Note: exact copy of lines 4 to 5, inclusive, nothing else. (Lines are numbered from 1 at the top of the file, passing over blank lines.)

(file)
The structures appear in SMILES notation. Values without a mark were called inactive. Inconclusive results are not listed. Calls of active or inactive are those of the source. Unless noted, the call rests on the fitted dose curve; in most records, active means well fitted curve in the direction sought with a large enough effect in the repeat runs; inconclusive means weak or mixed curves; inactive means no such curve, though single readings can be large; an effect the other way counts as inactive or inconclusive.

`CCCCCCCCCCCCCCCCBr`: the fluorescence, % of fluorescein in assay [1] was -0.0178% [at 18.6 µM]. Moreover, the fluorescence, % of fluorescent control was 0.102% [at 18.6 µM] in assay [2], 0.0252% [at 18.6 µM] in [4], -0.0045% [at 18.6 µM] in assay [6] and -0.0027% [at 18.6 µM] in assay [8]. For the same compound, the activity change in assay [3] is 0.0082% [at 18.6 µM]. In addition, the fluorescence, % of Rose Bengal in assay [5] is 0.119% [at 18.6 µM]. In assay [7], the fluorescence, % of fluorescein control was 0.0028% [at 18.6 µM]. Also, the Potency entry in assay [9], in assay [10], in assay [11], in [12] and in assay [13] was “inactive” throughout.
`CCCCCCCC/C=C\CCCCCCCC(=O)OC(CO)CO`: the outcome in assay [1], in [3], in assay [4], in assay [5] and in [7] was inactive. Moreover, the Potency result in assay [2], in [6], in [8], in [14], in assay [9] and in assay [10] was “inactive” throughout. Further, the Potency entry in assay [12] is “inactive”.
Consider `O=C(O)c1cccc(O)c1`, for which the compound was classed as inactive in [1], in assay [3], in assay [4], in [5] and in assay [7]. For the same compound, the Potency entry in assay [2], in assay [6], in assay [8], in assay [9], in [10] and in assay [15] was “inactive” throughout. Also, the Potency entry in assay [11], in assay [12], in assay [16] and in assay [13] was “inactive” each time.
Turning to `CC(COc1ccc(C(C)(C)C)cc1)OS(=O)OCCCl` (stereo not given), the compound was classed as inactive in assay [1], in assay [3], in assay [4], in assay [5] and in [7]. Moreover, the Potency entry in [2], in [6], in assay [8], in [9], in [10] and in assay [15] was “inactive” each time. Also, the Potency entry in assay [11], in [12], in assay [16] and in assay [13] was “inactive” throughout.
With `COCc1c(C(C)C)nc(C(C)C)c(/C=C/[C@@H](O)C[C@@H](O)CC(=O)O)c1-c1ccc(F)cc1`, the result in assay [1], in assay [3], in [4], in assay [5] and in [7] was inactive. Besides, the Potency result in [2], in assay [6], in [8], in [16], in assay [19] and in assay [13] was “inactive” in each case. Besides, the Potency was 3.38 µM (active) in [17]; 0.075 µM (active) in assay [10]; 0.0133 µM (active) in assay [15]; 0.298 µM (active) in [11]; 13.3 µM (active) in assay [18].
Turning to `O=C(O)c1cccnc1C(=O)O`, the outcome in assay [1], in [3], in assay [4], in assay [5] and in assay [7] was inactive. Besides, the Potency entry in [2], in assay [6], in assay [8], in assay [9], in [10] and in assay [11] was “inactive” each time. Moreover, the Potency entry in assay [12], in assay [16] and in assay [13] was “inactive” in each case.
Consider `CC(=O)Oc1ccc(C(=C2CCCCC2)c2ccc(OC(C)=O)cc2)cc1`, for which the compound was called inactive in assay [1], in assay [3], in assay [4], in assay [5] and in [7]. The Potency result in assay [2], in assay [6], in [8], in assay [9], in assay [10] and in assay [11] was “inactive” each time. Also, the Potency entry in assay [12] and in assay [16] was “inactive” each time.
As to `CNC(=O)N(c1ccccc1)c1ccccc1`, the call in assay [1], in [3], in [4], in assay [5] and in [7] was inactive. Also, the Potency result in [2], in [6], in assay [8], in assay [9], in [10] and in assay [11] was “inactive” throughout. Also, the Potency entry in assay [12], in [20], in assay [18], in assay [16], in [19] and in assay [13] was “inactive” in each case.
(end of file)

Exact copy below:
Consider `O=C(O)c1cccc(O)c1`, for which the compound was classed as inactive in [1], in assay [3], in assay [4], in [5] and in assay [7]. For the same compound, the Potency entry in assay [2], in assay [6], in assay [8], in assay [9], in [10] and in assay [15] was “inactive” throughout. Also, the Potency entry in assay [11], in assay [12], in assay [16] and in assay [13] was “inactive” each time.
Turning to `CC(COc1ccc(C(C)(C)C)cc1)OS(=O)OCCCl` (stereo not given), the compound was classed as inactive in assay [1], in assay [3], in assay [4], in assay [5] and in [7]. Moreover, the Potency entry in [2], in [6], in assay [8], in [9], in [10] and in assay [15] was “inactive” each time. Also, the Potency entry in assay [11], in [12], in assay [16] and in assay [13] was “inactive” throughout.